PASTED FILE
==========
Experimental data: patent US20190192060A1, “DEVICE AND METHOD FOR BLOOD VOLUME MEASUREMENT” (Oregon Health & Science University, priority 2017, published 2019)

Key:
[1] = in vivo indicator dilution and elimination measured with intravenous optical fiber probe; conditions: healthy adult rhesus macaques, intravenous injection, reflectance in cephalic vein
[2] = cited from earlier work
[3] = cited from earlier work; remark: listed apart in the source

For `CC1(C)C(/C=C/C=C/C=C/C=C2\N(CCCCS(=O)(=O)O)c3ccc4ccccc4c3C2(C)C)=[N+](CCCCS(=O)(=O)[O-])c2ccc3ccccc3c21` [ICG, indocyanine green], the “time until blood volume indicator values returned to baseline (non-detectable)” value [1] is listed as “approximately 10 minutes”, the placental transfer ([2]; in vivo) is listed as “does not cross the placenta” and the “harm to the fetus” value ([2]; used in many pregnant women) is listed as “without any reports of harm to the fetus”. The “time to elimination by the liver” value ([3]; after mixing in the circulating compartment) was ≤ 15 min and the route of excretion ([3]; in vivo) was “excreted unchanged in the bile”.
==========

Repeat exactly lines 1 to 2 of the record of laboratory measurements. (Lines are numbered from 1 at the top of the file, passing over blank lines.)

Experimental data: patent US20190192060A1, “DEVICE AND METHOD FOR BLOOD VOLUME MEASUREMENT” (Oregon Health & Science University, priority 2017, published 2019)

Key: